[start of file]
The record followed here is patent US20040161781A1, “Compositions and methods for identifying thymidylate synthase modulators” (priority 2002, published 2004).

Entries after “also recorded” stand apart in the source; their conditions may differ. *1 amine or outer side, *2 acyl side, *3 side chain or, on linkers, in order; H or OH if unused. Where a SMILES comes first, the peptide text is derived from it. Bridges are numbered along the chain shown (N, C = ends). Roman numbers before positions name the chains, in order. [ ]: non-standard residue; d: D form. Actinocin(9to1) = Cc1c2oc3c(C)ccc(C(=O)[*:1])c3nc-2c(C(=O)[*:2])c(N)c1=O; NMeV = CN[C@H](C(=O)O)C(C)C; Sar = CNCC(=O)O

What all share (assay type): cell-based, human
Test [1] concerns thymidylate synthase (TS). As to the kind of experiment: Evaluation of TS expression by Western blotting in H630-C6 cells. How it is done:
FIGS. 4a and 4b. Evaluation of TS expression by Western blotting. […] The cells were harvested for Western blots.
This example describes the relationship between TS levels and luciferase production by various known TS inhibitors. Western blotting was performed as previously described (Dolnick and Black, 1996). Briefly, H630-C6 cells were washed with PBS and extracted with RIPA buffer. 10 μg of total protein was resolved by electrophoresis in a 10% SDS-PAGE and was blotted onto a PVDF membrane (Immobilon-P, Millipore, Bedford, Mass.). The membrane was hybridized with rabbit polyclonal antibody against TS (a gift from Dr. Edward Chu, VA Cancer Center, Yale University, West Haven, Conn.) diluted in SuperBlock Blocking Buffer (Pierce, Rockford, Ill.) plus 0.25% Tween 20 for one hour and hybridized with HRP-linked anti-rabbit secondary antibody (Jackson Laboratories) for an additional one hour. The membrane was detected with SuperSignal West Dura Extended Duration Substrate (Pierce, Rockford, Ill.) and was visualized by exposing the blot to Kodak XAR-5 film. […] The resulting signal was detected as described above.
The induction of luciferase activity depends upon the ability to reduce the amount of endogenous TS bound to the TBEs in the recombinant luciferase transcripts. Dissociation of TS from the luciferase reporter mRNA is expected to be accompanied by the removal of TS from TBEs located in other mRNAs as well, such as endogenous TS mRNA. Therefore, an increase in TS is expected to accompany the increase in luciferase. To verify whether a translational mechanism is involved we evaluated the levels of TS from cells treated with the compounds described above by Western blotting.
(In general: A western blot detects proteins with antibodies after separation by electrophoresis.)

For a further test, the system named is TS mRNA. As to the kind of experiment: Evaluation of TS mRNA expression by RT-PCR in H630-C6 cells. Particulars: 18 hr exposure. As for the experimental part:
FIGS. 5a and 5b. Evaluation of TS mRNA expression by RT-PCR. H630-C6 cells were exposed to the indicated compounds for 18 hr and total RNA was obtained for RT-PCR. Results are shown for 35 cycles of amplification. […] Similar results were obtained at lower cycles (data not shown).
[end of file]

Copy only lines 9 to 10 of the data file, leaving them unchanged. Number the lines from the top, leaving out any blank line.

For a further test, the system named is TS mRNA. As to the kind of experiment: Evaluation of TS mRNA expression by RT-PCR in H630-C6 cells. Particulars: 18 hr exposure. As for the experimental part:
FIGS. 5a and 5b. Evaluation of TS mRNA expression by RT-PCR. H630-C6 cells were exposed to the indicated compounds for 18 hr and total RNA was obtained for RT-PCR. Results are shown for 35 cycles of amplification. […] Similar results were obtained at lower cycles (data not shown).